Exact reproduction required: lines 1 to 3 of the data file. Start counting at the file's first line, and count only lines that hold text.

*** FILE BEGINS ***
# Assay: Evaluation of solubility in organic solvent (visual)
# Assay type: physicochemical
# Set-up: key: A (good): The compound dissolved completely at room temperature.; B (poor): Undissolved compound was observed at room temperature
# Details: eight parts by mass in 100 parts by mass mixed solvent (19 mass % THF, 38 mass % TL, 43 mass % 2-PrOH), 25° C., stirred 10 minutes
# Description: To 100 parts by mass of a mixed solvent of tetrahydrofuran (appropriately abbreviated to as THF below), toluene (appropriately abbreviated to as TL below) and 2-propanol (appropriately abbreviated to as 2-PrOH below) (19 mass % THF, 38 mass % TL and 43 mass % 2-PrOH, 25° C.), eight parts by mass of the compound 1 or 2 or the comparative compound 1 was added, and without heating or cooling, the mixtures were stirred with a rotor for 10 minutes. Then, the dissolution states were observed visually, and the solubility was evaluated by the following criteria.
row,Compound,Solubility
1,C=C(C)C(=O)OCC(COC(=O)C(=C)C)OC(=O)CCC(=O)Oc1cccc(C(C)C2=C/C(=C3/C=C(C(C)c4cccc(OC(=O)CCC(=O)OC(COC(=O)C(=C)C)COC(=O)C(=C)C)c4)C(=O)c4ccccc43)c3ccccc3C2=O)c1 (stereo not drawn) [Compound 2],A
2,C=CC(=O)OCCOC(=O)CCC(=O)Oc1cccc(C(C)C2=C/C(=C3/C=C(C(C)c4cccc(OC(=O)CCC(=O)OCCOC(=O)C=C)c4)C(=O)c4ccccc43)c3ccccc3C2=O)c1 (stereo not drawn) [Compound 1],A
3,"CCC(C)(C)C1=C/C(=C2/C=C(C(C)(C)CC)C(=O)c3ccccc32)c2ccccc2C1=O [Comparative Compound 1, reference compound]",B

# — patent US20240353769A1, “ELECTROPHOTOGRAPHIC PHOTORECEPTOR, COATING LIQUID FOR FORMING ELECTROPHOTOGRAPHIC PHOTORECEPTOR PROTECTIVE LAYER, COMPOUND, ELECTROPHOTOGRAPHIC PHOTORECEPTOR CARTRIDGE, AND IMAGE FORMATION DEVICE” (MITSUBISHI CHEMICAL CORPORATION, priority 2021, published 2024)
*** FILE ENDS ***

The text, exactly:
# Assay: Evaluation of solubility in organic solvent (visual)
# Assay type: physicochemical
# Set-up: key: A (good): The compound dissolved completely at room temperature.; B (poor): Undissolved compound was observed at room temperature